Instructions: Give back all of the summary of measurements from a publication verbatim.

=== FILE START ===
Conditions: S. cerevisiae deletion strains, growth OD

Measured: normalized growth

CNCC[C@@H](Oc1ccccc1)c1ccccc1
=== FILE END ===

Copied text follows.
Conditions: S. cerevisiae deletion strains, growth OD

Measured: normalized growth

CNCC[C@@H](Oc1ccccc1)c1ccccc1